Esports Around The World is a series of profiles outlining the esports ecosystem in various countries globally. The series ties into ESI’s international esports business events, which take place around the world.
Brazil is the biggest market in the LATAM region, and is home to some of the most die-hard esports fans. Due to the accessibility of smartphones, the mobile games market far outpaces the PC and console markets — yet PC esports titles are still more profitable. More and more young players are viewing esports and gaming as an escape from poverty, resulting in a booming ecosystem that is increasingly appealing to teams and sponsors alike.
Brazil has enticed a number of mobile gaming companies, with Garena and Riot Games having well-established operations in the region. However, the growing mobile esports market doesn’t mean Brazil has turned its back on other games. The Brazilian Major-winning SK Gaming roster from 2016 helped grow the CS:GO scene immensely, and teams like Furia, LOUD and MIBR are spearheading the growth of the game in the region. There are also established leagues in almost every notable esports title: Rainbow Six, CS:GO, League of Legends, Wild Rift, Free Fire, Mobile Legends: Bang Bang and others.
League of Legends also has its franchised league system in Brazil, with the top-tier tournament, the CBLoL, recording more viewers than the LCS in the Spring split of 2022 (136,000 on average). The league’s latest split saw just under 72,000 average viewers, which is in line with the drop in viewership in most other regions.
Brazil saw much development between 2022 and 2023. International esports organisation Team Liquid commenced operations in Brazil in 2022 and doubled down in 2023. One of the largest festivals in the world, Rock in Rio, added esports events to the 2022 edition, and the VALORANT Champions Tour hosted a season kickoff event in the country in just a few months.
Riot Games has launched several women’s tournaments in the country, and ESL officially committed to the country via the IEM Brazil tournament. IEM Rio was a Valve-sponsored Major in 2022, and the tournament was so successful that organisers ESL Gaming renewed it for 2023.
Brazilian organisations have also made headlines across the world. FURIA notably rented out a Times Square billboard to showcase its newest player signing in 2023.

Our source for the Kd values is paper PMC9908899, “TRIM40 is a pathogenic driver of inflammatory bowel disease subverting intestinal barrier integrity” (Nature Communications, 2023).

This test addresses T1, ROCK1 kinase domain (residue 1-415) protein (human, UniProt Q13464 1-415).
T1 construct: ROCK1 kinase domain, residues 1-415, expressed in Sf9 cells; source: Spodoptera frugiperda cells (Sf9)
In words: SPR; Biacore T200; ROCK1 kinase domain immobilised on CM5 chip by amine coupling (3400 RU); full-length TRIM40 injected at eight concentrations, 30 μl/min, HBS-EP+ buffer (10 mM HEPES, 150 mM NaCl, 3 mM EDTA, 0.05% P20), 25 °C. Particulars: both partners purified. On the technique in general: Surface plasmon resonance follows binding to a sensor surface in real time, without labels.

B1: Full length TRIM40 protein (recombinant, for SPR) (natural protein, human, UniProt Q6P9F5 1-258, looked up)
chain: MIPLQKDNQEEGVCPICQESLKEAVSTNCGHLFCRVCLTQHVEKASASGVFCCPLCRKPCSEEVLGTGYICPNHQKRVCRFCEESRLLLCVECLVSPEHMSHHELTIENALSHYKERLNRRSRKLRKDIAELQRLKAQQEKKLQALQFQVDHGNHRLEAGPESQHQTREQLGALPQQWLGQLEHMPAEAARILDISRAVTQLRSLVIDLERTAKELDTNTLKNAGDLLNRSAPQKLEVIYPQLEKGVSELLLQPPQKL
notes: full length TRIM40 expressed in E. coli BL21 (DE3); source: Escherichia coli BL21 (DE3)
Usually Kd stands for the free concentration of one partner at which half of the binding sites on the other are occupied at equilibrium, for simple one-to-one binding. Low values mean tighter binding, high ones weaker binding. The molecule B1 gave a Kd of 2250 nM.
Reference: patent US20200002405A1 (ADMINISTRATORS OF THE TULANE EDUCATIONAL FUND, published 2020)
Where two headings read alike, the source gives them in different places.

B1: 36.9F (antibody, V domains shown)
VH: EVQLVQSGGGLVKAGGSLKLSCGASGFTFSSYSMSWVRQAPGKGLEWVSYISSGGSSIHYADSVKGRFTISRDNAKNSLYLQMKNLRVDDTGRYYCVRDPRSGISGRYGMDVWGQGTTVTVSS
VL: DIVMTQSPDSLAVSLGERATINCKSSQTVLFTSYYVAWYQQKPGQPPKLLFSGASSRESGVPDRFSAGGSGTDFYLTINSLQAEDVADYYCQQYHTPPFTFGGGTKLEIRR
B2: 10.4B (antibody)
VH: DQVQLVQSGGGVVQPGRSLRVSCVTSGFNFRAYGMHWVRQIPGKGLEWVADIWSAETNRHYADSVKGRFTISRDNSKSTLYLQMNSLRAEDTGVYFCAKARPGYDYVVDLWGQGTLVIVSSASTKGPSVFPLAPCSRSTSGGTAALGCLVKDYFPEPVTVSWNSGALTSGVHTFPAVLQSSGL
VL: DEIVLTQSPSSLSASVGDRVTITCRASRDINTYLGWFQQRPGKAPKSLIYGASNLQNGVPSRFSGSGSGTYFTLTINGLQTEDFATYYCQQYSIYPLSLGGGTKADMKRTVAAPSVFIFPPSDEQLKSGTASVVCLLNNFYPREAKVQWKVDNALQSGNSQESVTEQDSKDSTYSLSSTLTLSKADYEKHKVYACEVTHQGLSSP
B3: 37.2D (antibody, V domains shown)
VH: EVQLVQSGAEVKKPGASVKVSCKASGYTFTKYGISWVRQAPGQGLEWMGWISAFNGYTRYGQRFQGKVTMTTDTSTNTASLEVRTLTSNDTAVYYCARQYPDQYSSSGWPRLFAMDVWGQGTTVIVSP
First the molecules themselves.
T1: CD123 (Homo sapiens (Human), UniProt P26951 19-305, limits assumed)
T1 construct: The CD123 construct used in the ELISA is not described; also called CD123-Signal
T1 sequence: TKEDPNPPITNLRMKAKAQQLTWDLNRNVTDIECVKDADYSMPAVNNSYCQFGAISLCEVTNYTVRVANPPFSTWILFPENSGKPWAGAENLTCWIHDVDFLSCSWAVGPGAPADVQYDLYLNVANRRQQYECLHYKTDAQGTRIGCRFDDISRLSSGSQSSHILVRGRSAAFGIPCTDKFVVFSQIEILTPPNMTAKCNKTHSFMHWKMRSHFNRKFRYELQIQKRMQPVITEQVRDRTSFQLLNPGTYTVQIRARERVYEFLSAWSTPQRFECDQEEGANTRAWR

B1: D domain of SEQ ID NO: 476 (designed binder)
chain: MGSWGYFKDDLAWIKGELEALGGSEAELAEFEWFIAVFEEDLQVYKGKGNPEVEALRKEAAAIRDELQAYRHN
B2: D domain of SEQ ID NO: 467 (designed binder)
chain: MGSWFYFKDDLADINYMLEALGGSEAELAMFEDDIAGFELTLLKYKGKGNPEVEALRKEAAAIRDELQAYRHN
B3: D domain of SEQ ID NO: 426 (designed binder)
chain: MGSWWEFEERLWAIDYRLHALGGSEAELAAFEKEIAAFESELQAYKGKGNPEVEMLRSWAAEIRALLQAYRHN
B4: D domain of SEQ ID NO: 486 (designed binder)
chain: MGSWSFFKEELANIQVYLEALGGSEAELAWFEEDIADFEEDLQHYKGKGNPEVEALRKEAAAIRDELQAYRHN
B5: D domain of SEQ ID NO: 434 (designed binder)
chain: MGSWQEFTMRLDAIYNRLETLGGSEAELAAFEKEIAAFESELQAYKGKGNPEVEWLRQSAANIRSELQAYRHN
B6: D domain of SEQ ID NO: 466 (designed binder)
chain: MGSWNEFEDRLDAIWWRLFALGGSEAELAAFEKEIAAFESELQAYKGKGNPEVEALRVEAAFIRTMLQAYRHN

Esports is not considered equal to other sports in Brazil on a federal level, as there is no official federal law in Brazil that is dedicated to esports and esports athletes.
However, efforts at legislation have been ongoing since 2017. Legislation faces a number of obstacles, though, such as the fact that Brazilian states have their own competencies and therefore their own say in how esports legislation is applied.
Public pressure amidst criticisms of the federal law in 2019 prevented it from passing. However, several states have introduced their own legislation in lieu of the proposed federal law, namely in the states of Paraíba and Paraná.
Sadly, even though esports is rapidly developing in the country, legislation is slow to follow. The government’s current Minister of Sports Ana Moser said in an interview that esports is a part of the entertainment industry, and not a sport, comparing esports to singers and actors. Moser also said she has “no intention of investing in it.”
Notable Tournaments & Leagues
Brazil is a country in which mobile gaming flourishes, but there are also a number of notable tournaments in PC games. Brazil is also known for hosting important stops in major tournament circuits prior to the pandemic, such as the ESL ONE Belo Horizonte.
Notable Esports Organisations
Note that this is a non-exhaustive list and exclusion does not signify an org is not notable.
|Red Canids Kalunga
National Associations / Federations
Note that inclusion in this list does not suggest any acknowledgement from ESI of its authority, works or official capacity.
|Brazilian Confederation of Electronic Sports (CBDEL)
|Confederação Brasileira de Games e Esports (CBGE)
Los Academy is a streaming and esports education project which seeks to help players and streamers improve their talents, with Los Grandes founder Rodrigo ‘El Gato’ Fernandes on board.
Neverest Esports, which used to host professional rosters, switched its focus to creating an educational project in 2021. It created a catalogue of educational videos for aspiring talents and hosts a tournament circuit called the Neverest Experience to help choose and sign future talent for the organisation.
Similarly, AfroGames is a social project in partnership with NGO AfroReggae. It provides courses in computing and English to young people from poor neighbourhoods in Brazil, and has signed a professional League of Legends roster from graduates of its courses.
This is a preliminary country profile and will be augmented with additional information over time. If you have any suggestions or feedback for this profile, please get in touch at [email protected]. Article last updated: August 17th 2023. Article originally published: May 10th 2022.